Office flooring is often overlooked as a remodeling choice, but it plays an essential role in your office design. You may wonder what the top materials for premier flooring installation are and how to choose a style that suits you. Continue reading to learn more about the various options.
- 1 What to look for in an office flooring
- 2 Top 6 office flooring ideas
- 3 Different types of office floors
- 4 Pros and cons of each type of office floor
- 5 A few examples of offices with different types of flooring
- 6 Choosing the right flooring for your company’s needs
What to look for in an office flooring
There are many different factors to consider when choosing the right office flooring. The first step is knowing what you want on your new office floor.
Do you need carpeting or hard surfaces?
Are there stairs or hallways that will require a different type of surface?
What kind of activity do people do on the floor most often?
Top 6 office flooring ideas
Wondering what some good office flooring ideas are? Here’s a quick list of the most popular choices:
- Hardwood floors
- Slate/tile flooring
- Linoleum & cork flooring (resilient flooring)
- Vinyl tiles and luxury vinyl tile (LVT)<beible>Flex
Different types of office floors
Having carpeted flooring is great for offices that receive a lot of foot traffic. The carpet absorbs sound and provides comfort, making it the perfect choice for busy offices with lots of people coming in and out.
Concrete floors can be used for office spaces with heavy machinery, but they are most often chosen for their durability and relatively low maintenance needs. It’s easy to clean, durable, and doesn’t require a lot of attention without sacrificing style.
Tiles are a great choice for any office that deals with a lot of spills or other liquid damage. They’re also good choices for offices going for a certain aesthetic.
If you’re looking for a contemporary office design, hardwood flooring may be the best option. It’s sleek, long-lasting, and can look great in modern offices.
Vinyl tiles & LVT
Vinyl tiles are fantastic options for commercial offices that need to take into consideration noise concerns or
Pros and cons of each type of office floor
– Great for absorbing sound and providing comfort.
– Easy to clean.
– Can be difficult to remove stains from.
– Can make cleaning the air more challenging (e.g., vacuuming).
– Durable and easy to clean.
– Low maintenance.
– Loud underfoot and not as comfortable as some other options.
– Looks great in modern offices and contemporary spaces.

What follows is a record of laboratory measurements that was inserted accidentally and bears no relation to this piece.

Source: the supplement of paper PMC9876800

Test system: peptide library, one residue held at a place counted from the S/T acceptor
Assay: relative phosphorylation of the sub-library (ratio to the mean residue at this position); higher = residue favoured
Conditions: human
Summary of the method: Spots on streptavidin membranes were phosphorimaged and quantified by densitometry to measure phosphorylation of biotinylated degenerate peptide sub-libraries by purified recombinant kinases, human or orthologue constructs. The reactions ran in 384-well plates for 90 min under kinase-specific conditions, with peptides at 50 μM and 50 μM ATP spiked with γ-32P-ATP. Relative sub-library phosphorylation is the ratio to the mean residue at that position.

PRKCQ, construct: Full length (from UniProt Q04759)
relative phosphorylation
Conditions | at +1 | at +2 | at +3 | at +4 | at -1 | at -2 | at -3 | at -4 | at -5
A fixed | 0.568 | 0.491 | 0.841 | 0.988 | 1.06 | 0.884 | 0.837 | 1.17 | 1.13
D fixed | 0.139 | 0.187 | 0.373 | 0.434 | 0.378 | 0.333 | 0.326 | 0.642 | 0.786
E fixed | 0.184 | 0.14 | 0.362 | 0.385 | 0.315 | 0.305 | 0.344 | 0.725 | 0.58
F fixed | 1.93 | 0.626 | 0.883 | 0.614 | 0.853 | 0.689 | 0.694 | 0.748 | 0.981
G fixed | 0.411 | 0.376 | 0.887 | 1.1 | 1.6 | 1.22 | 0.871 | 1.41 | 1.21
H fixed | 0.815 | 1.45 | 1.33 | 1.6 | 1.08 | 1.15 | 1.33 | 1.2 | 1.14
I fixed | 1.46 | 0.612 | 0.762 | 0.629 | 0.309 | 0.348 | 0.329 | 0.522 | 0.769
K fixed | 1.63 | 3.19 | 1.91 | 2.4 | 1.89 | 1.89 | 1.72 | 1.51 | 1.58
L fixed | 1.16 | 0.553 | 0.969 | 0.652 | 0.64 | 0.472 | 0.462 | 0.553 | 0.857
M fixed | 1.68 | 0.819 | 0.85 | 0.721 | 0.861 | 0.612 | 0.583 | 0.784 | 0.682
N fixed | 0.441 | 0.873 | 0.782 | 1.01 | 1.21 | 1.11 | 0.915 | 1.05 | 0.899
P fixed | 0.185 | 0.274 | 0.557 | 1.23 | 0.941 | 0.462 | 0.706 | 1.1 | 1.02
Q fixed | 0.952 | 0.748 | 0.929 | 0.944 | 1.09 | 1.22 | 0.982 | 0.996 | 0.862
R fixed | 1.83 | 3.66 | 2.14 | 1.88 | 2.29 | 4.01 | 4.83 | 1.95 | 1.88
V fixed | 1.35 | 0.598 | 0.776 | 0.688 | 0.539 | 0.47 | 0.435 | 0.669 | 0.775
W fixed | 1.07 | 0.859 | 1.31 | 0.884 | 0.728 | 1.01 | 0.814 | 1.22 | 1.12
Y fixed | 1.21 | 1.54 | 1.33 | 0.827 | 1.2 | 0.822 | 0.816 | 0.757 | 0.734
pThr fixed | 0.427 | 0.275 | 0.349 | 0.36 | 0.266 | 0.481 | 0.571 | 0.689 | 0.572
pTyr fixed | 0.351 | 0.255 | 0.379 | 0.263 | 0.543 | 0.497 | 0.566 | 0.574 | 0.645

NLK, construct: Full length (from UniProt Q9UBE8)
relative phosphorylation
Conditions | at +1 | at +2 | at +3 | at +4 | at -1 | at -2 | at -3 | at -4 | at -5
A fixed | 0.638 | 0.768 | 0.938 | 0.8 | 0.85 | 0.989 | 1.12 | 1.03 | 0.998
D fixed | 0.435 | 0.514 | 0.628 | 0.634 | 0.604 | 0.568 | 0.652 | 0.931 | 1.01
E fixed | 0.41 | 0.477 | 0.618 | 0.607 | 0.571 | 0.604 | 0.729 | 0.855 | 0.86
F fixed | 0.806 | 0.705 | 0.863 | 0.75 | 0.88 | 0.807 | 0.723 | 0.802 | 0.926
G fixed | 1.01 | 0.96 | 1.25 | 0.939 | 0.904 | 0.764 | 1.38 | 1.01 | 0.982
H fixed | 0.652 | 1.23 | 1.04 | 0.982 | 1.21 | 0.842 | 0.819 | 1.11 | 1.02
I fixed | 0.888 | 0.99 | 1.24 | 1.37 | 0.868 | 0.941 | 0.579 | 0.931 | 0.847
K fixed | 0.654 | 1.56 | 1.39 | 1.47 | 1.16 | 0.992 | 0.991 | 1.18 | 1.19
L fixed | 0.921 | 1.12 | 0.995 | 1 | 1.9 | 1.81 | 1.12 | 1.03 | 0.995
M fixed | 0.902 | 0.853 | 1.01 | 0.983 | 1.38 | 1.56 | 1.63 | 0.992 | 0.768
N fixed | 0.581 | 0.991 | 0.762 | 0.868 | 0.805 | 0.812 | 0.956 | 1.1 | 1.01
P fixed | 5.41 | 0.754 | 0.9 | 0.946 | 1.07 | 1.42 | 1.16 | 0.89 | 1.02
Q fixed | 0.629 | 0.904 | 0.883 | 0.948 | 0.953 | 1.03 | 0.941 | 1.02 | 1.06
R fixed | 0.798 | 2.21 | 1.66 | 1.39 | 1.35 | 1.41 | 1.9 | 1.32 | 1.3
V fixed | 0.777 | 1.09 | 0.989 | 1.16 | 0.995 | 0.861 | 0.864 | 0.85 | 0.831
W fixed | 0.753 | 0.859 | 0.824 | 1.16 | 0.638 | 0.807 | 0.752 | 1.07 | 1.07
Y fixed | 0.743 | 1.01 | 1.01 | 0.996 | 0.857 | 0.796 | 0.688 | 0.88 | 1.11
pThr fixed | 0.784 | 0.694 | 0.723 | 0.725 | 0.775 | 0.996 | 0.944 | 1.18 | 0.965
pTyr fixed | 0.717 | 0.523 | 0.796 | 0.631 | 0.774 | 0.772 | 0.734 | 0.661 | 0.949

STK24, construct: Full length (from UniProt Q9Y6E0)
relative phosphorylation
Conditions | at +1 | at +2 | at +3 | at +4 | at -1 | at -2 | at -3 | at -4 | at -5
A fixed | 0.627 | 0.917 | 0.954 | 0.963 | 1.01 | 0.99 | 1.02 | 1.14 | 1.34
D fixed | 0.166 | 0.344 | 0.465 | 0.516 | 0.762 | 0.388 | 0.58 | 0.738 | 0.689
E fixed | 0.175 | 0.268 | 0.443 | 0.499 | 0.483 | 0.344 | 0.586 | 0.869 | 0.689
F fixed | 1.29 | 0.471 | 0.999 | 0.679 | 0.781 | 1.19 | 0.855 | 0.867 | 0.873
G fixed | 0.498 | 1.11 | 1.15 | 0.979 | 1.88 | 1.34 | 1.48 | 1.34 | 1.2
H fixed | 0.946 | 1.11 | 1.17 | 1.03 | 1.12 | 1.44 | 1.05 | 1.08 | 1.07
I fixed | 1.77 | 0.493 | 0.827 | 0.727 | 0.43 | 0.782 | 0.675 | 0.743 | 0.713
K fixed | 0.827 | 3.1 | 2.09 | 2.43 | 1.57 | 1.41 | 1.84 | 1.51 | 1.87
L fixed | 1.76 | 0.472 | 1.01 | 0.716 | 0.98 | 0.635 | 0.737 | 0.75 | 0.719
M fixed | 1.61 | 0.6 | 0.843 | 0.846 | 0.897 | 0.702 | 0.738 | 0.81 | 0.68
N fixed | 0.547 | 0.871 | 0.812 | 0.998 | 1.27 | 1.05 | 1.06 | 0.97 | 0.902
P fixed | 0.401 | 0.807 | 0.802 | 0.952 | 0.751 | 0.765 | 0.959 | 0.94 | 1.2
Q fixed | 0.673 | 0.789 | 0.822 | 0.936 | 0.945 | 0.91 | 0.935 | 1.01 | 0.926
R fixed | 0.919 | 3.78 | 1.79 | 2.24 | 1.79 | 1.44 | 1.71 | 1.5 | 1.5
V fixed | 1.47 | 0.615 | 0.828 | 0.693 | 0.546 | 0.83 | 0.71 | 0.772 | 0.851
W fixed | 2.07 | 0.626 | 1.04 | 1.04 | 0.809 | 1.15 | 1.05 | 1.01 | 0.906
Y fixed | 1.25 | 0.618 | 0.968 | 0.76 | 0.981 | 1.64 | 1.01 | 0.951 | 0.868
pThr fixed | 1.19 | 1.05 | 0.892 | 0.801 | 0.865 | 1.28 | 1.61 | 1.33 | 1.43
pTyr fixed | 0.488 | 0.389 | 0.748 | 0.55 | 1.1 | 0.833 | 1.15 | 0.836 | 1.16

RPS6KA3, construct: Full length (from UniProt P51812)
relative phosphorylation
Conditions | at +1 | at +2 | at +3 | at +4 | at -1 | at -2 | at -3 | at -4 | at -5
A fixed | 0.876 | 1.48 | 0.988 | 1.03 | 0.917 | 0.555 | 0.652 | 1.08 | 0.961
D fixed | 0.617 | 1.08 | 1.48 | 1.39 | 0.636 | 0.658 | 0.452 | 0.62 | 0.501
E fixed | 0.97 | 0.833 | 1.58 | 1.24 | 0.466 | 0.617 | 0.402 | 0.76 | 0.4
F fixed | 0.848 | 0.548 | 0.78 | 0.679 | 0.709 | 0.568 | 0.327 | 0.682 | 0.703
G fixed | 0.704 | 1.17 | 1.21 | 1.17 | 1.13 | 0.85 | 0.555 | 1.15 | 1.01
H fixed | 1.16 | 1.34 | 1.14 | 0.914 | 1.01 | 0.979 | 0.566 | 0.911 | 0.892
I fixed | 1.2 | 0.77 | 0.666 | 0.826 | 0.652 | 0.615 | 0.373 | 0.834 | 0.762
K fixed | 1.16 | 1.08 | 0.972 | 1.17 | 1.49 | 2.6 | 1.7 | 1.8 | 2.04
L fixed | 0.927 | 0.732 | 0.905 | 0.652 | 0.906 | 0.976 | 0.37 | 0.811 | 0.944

– Requires regular scrubbing to keep clean.
– Can be time-consuming to maintain.
– Sleek, contemporary look.
– Can be complicated to install in an existing space, requires removal of old flooring first.
– Not ideal for offices that are particularly messy or have a lot of foot traffic.
Vinyl tiles and luxury vinyl tile (LVT)
– Great for commercial spaces that have to deal with a lot of noise from machinery or people walking around.
– Can be difficult to clean.
– Not for high-traffic spaces, not ideal for offices with a lot of foot traffic.
A few examples of offices with different types of flooring
Google: Hardwood floors and carpeting in several rooms, including conference rooms and hallways.
Facebook: Hardwood floors and tile flooring in some areas, such as the entrance and kitchen/break room.
Apple: Carpeted floors with a bright color scheme in most of the office.
Microsoft: Hardwood floors and plush carpeting in several meeting rooms and offices.
Choosing the right flooring for your company’s needs
When it comes to office flooring, it’s all about what works best for your company.
For example, if you have an office that needs hardwood floors but also has a lot of foot traffic or spills, you might want to go with something more durable like tile or vinyl tiles.
Or maybe your business requires noise insulation and some level of comfort. In that case, the carpeting may be the right choice for you.
Knowing what you want on an office floor is important, but it’s also necessary to know what works best with your company’s specific needs. For example, if having soft floors is important to you, you may want to steer clear of concrete.Please Share it to everyone: